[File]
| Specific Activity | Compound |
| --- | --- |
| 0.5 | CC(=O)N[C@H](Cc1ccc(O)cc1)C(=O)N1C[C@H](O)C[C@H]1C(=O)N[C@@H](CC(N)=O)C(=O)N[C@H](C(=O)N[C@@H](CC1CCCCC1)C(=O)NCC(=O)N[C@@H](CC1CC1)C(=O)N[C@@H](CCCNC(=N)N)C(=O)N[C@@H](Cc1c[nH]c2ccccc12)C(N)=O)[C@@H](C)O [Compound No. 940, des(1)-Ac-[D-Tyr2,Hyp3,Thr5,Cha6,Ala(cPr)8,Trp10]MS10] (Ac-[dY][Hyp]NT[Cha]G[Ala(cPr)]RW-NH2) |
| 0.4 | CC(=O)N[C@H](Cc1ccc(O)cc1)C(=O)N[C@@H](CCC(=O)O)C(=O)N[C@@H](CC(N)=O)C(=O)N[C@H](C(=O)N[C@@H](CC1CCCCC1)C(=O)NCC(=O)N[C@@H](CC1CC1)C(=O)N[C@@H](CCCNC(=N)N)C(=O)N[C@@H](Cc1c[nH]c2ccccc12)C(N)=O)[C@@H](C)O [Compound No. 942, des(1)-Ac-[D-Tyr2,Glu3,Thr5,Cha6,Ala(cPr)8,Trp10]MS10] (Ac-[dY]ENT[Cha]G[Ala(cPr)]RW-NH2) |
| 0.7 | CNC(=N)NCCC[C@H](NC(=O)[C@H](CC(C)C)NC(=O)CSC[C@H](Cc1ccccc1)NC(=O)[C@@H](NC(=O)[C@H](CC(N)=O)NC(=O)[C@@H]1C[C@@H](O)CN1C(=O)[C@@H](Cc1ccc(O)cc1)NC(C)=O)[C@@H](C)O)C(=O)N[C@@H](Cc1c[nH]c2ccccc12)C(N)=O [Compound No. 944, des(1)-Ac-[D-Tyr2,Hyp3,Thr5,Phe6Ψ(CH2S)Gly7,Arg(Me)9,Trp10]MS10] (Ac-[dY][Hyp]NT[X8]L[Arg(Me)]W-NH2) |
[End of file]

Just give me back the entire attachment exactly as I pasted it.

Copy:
| Specific Activity | Compound |
| --- | --- |
| 0.5 | CC(=O)N[C@H](Cc1ccc(O)cc1)C(=O)N1C[C@H](O)C[C@H]1C(=O)N[C@@H](CC(N)=O)C(=O)N[C@H](C(=O)N[C@@H](CC1CCCCC1)C(=O)NCC(=O)N[C@@H](CC1CC1)C(=O)N[C@@H](CCCNC(=N)N)C(=O)N[C@@H](Cc1c[nH]c2ccccc12)C(N)=O)[C@@H](C)O [Compound No. 940, des(1)-Ac-[D-Tyr2,Hyp3,Thr5,Cha6,Ala(cPr)8,Trp10]MS10] (Ac-[dY][Hyp]NT[Cha]G[Ala(cPr)]RW-NH2) |
| 0.4 | CC(=O)N[C@H](Cc1ccc(O)cc1)C(=O)N[C@@H](CCC(=O)O)C(=O)N[C@@H](CC(N)=O)C(=O)N[C@H](C(=O)N[C@@H](CC1CCCCC1)C(=O)NCC(=O)N[C@@H](CC1CC1)C(=O)N[C@@H](CCCNC(=N)N)C(=O)N[C@@H](Cc1c[nH]c2ccccc12)C(N)=O)[C@@H](C)O [Compound No. 942, des(1)-Ac-[D-Tyr2,Glu3,Thr5,Cha6,Ala(cPr)8,Trp10]MS10] (Ac-[dY]ENT[Cha]G[Ala(cPr)]RW-NH2) |
| 0.7 | CNC(=N)NCCC[C@H](NC(=O)[C@H](CC(C)C)NC(=O)CSC[C@H](Cc1ccccc1)NC(=O)[C@@H](NC(=O)[C@H](CC(N)=O)NC(=O)[C@@H]1C[C@@H](O)CN1C(=O)[C@@H](Cc1ccc(O)cc1)NC(C)=O)[C@@H](C)O)C(=O)N[C@@H](Cc1c[nH]c2ccccc12)C(N)=O [Compound No. 944, des(1)-Ac-[D-Tyr2,Hyp3,Thr5,Phe6Ψ(CH2S)Gly7,Arg(Me)9,Trp10]MS10] (Ac-[dY][Hyp]NT[X8]L[Arg(Me)]W-NH2) |